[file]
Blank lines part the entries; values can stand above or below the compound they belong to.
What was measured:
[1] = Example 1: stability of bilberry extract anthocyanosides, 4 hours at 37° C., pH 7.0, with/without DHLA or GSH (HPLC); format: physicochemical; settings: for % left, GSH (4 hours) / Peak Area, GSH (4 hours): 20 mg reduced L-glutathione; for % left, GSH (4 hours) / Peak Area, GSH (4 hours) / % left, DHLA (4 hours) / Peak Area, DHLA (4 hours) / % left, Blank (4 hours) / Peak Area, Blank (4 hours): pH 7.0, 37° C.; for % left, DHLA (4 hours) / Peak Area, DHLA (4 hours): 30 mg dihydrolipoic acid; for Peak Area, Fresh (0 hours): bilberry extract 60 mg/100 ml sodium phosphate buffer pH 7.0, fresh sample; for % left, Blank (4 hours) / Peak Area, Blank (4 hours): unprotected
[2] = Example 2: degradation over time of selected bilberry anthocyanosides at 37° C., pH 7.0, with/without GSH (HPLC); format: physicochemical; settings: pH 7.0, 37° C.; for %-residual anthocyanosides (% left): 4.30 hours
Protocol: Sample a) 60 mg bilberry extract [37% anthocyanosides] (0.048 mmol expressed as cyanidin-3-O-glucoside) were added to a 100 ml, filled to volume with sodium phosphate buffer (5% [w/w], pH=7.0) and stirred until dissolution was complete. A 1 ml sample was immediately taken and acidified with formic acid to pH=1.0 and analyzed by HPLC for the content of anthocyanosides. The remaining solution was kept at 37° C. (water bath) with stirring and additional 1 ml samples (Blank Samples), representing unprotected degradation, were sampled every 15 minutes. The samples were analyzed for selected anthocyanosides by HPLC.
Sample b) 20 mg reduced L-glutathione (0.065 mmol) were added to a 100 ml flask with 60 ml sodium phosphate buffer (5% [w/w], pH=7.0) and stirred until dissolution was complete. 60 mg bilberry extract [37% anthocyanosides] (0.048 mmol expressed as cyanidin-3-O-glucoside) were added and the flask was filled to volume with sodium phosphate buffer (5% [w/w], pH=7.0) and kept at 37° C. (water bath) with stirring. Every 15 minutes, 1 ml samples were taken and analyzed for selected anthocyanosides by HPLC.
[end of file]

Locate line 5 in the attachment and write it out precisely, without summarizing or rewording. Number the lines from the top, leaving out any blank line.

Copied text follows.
Protocol: Sample a) 60 mg bilberry extract [37% anthocyanosides] (0.048 mmol expressed as cyanidin-3-O-glucoside) were added to a 100 ml, filled to volume with sodium phosphate buffer (5% [w/w], pH=7.0) and stirred until dissolution was complete. A 1 ml sample was immediately taken and acidified with formic acid to pH=1.0 and analyzed by HPLC for the content of anthocyanosides. The remaining solution was kept at 37° C. (water bath) with stirring and additional 1 ml samples (Blank Samples), representing unprotected degradation, were sampled every 15 minutes. The samples were analyzed for selected anthocyanosides by HPLC.